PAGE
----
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Seoul mulls 'arms support' for Ukraine after Russia-NK pact

June 20, 2024 - 15:26 By Son Ji-hyoung
Chang Ho-jin, director of the presidential National Security Office, speaks in a briefing in Seoul Thursday. (Yonhap)

South Korea on Thursday said it would review its arms support to Ukraine, while expressing serious concern over a summit between the leaders of North Korea and Russia where the two agreed to provide military assistance if either country is under attack.

While unveiling plans to impose additional sanctions on North Korean and Russian individuals and institutions, National Security Adviser Chang Ho-jin told reporters in a briefing in Seoul that the office will "reconsider the issue of providing arms support to Ukraine."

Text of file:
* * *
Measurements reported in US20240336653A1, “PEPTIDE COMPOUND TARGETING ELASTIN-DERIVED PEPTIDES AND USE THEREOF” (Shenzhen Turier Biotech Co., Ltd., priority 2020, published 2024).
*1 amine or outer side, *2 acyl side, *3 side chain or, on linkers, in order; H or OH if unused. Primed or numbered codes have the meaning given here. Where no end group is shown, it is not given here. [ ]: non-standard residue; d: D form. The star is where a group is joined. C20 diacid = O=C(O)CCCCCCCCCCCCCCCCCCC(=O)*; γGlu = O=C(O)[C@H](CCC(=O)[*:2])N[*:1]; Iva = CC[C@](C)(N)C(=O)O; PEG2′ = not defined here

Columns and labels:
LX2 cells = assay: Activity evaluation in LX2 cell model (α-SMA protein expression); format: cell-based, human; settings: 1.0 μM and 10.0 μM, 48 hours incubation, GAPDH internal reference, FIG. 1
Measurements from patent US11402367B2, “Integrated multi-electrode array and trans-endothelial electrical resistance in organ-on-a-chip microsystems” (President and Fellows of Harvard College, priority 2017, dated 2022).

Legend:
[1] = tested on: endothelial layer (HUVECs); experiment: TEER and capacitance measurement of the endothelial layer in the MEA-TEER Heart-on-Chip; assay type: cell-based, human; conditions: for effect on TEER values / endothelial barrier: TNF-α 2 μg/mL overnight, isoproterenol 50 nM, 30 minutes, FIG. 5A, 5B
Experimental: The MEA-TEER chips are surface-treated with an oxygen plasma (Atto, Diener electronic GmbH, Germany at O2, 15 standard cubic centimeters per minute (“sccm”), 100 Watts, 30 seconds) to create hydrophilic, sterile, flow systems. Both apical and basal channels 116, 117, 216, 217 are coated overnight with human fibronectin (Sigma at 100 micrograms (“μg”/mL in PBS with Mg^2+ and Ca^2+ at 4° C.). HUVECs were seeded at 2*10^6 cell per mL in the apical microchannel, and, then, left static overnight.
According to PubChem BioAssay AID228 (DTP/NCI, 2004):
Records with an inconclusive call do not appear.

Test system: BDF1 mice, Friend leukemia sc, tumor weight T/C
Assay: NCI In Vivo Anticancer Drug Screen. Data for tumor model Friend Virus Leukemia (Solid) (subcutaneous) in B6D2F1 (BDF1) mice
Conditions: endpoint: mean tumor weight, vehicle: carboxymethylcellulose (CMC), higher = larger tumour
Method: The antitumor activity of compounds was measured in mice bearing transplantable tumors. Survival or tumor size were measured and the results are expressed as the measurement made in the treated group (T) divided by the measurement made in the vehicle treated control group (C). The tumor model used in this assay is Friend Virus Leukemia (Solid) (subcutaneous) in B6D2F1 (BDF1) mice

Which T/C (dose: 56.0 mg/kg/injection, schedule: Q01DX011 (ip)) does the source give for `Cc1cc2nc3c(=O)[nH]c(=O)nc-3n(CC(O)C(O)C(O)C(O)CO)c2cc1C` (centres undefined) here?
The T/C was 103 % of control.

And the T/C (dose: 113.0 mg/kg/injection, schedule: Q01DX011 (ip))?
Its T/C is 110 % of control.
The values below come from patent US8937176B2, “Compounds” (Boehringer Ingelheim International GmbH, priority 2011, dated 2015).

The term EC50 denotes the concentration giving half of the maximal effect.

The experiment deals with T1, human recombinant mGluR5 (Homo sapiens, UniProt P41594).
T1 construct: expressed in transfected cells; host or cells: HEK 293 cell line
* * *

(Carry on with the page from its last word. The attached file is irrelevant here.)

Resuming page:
The remark came after the office expressed grave concern and condemnation over the comprehensive strategic partnership treaty signed by North Korea and Russia on military and economic cooperation Wednesday. Seoul criticized it as "irresponsible rhetoric," noting that both countries, which initiated the 1950-53 Korean War and the Ukraine war, respectively, are promising military cooperation based on the assumption of a preemptive strike that has not occurred.

Any aid to North Korea's military buildup violates UN Security Council resolutions and is subject to international sanctions, the office said, stressing that as a UN Security Council member Russia is undermining security and harming its relations with South Korea by supporting North Korea.